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Discussion Starter #1
Did I miss the obvious?:confused:
The throttles need to turn all the way round to their stops.

When pushing the accelerator pedal flat down, there is about 25% more rotation possible on the throttle linkages.
I adjusted most of the slack out of the accelerator cable, but no, still not getting full rotation.
Then I lowered the accelerator petal using the little adjuster bolt behind the petal.
Now when you floor it, the throttles open fully.:M5rev:

Quite keen to drive it and see how much difference it makes.

Am I on the wrong track here? Your thoughts appreciated:typing:
 

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The throttle cable is quite long & works hard on these machines..
it's under quite a lot of load.
Over time it will stretch, I've adjusted mine before and yes, it wasn't
making full throttle !

It was missing about 5% though and not 25% ! ! !


Regards,

Alan.
 

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The throttle linkages can always be pussed a little byeond their full opening. The only correct way to check is manually operate the throttle lever and push it against it's stop (basiclally a screw on the throttle body of cyl #5 and #6). You should hear a slight click from the throttle position switch (TPS), telling the motormanagement (DME) it should operate in full throttle mode (ignoring the O2-and MAF sensors and saturate the fuel injectors). If you don't hear this click, you must adjust the basic-throttle body sync which requires the calibration of the three TB's in idle and full throttle positions and adjust the throttle linkages to compensate for the errors.

If the TPS works, you must check the operation of the throttle bowden cable and adjust it if necessary.
 

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Discussion Starter #4
The throttle cable is quite long & works hard on these machines..
it's under quite a lot of load.
Over time it will stretch, I've adjusted mine before and yes, it wasn't
making full throttle !

It was missing about 5% though and not 25% ! ! !


Regards,

Alan.
I agree with you, Alan
Previously with other vehicles I've owned, there was a very small % of slack.
With this car , when I first drove it, I was not overly impressed with its power. I figured there must be something causing the loss that I could find, hence the reason I went ahead with the purchase. To be honest I reckoned it was the CATS. This car has probably been run on leaded fuel for at least 10 years of its life. I'm sure the cats are slightly blocked, thats my next port of call.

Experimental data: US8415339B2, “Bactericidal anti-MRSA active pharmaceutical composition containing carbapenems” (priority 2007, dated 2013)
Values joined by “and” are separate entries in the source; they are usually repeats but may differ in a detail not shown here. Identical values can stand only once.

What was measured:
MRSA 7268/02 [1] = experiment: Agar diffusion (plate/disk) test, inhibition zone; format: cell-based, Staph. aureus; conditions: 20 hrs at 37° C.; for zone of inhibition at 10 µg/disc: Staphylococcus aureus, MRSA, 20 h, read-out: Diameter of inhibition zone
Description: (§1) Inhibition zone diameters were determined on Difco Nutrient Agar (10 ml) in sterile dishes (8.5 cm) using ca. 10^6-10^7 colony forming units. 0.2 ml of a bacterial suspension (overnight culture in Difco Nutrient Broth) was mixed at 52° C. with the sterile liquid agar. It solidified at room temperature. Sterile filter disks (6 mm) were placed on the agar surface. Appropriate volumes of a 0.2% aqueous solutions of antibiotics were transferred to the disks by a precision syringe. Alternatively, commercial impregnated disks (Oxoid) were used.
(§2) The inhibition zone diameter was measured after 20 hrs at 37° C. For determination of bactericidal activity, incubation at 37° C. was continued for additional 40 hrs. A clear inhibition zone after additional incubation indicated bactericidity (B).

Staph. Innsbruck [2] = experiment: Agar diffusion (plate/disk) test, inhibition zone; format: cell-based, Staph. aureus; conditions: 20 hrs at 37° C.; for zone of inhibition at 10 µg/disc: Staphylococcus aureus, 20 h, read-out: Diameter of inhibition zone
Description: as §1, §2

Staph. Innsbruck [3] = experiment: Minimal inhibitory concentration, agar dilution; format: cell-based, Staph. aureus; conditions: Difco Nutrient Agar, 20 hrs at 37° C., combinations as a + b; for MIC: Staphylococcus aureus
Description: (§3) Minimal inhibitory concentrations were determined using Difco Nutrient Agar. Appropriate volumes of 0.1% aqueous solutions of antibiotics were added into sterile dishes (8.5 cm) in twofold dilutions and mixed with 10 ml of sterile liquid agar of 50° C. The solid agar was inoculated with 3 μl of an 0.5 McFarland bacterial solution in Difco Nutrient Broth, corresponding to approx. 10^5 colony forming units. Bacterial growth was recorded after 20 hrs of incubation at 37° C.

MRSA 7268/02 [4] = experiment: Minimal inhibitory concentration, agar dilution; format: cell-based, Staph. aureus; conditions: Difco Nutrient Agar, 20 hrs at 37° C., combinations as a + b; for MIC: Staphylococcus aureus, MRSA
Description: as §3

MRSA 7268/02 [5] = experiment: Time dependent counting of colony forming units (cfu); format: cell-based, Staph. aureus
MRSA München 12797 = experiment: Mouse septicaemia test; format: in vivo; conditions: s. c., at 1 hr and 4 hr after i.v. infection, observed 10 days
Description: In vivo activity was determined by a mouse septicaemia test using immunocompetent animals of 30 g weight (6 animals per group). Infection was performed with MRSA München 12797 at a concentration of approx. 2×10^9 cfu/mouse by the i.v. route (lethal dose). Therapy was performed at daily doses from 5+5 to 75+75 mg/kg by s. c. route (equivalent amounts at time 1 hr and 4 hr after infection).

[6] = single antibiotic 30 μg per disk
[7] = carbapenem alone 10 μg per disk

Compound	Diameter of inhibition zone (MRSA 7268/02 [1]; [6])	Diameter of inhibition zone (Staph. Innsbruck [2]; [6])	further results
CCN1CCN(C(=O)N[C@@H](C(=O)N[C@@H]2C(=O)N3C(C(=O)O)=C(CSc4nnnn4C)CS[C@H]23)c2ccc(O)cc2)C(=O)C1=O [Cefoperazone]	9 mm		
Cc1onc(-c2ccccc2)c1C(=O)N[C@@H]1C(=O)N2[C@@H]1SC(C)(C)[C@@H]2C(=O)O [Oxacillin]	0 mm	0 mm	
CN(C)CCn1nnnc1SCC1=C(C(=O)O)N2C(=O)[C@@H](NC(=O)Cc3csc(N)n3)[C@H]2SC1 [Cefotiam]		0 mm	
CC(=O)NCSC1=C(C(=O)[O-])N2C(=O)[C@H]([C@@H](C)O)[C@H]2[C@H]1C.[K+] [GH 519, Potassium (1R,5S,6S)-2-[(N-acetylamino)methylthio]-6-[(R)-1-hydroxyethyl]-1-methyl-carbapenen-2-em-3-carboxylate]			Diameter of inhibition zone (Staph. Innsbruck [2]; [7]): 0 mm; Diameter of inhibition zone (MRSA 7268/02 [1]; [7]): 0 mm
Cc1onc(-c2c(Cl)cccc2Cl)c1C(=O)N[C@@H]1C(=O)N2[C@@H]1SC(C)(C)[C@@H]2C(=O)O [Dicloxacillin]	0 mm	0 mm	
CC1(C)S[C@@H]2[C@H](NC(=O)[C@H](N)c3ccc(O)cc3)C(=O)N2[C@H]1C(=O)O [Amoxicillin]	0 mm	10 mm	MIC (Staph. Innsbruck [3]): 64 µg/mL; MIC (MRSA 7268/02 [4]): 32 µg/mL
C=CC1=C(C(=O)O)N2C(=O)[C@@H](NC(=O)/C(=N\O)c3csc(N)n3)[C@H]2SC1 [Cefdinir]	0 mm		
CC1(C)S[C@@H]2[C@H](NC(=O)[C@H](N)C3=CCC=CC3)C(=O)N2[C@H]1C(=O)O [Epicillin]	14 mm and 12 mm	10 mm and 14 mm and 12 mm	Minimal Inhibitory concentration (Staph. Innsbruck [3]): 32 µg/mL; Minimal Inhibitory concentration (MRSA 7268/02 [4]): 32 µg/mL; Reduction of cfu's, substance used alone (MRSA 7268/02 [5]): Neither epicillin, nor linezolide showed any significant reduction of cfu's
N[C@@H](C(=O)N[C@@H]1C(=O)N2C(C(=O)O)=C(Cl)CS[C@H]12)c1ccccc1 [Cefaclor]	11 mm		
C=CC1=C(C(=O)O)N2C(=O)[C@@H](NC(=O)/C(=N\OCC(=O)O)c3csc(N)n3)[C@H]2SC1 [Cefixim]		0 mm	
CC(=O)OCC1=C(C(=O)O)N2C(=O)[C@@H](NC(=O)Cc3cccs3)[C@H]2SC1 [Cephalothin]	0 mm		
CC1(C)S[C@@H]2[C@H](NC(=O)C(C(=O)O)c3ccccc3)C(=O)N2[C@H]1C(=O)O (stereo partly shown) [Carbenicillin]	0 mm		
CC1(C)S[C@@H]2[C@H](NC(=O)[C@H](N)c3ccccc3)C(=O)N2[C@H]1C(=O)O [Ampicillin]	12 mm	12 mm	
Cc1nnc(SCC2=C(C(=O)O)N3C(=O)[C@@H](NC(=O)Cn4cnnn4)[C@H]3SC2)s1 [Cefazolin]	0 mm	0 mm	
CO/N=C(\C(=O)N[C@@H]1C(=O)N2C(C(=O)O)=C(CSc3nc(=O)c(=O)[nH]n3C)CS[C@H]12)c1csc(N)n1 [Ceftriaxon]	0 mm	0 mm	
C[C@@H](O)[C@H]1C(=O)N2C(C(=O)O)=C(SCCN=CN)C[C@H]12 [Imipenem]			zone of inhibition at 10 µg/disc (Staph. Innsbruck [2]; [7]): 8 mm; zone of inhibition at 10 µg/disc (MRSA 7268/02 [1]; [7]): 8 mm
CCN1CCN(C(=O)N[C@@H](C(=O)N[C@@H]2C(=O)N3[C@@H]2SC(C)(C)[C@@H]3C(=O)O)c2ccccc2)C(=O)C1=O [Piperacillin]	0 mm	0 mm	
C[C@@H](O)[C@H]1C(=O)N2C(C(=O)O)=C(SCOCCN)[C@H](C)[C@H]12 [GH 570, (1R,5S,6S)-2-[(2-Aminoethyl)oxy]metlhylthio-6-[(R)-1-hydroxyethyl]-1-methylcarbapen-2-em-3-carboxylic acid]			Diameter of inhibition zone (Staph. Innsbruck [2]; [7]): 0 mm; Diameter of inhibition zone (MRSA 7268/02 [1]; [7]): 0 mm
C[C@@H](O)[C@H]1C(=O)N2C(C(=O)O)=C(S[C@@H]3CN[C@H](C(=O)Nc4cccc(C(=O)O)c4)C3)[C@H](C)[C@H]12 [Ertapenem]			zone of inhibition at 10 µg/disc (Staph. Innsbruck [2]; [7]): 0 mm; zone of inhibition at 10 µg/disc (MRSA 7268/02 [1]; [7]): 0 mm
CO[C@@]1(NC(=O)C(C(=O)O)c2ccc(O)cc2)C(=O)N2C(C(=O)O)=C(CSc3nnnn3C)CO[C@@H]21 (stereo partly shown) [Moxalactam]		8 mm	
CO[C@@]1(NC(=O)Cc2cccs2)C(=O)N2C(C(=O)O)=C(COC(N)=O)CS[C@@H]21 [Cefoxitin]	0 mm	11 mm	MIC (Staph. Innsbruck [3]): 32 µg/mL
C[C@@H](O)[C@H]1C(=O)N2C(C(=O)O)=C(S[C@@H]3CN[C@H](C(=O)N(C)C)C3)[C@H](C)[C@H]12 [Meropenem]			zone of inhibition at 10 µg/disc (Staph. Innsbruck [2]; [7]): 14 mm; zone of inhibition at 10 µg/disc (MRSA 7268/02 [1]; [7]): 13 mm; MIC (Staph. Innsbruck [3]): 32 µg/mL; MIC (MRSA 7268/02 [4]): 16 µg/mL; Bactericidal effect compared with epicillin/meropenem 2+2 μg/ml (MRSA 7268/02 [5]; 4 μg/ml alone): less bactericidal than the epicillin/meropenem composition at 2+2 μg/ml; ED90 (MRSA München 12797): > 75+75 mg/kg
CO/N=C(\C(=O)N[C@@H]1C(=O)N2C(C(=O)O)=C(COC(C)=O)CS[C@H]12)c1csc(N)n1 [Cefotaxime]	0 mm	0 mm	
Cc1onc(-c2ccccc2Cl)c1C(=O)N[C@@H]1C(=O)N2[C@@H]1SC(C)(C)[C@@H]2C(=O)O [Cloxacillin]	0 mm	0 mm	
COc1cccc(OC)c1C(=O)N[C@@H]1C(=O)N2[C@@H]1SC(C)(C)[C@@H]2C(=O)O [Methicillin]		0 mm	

With the throttle properly adjusted, the car is significantly quicker. It now feels like an M5.:M5thumbs:

My 25% (okay, maybe 20%:cool2:) is a close representation of the incorrect adjustment.
 

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Discussion Starter #5
You should hear a slight click from the throttle position switch (TPS), telling the motormanagement (DME) it should operate in full throttle mode (ignoring the O2-and MAF sensors and saturate the fuel injectors). If you don't hear this click, you must adjust the basic-throttle body sync which requires the calibration of the three TB's in idle and full throttle positions and adjust the throttle linkages to compensate for the errors.
I hear a click from the TPS as I crack the throttles open.
Definitely nothing up at the WOT setting:confused:

The throttles look pretty far open, linkages at acute angles.
You sure on this one, Raymond?
 

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the throttle switch itself is adjustable as well. There is an adjustment procedure, measuring resistance from various pins at different throttle positions etc. I'll try to find a link.

Here we go, try this link: http://www.bmwtechinfo.com/repair/main/741en/index.htm
 

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Make sure you get it completely right, test with hot engine aswell

Its easy to set it too tight, you wouldn't be the first to snap a throttlecable.
 

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the throttle switch itself is adjustable as well. There is an adjustment procedure, measuring resistance from various pins at different throttle positions etc. I'll try to find a link.

Here we go, try this link: http://www.bmwtechinfo.com/repair/main/741en/index.htm
This only works for the last S38B36's and the S38B38's. All S38B36's before 1992 have a throttle position switch that contains two micro switches with which three states are detected

1: Idle (All throttle bodies are closed, the idle control valve determines engine speed)
2: Normal (DME can operate in so calles stoichiometric mode, using the MAF and O2 sensor signals)
3: Full throttle (DME ignores the MAF and O2 sensor signals)

Resistance can be measured, but for the S38B36 (bar the last batches) it should be zero Ohms (+1 Ohm) to compensate for the test-lead resistance. The TPS can be adjusted indeed, but this should only be done, after the throttle bodies have been synchronized.

I have an FAQ's article in preparation for this one, but this takes time.
 

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Discussion Starter #9
To give you guys an idea how far out of adjustment it was -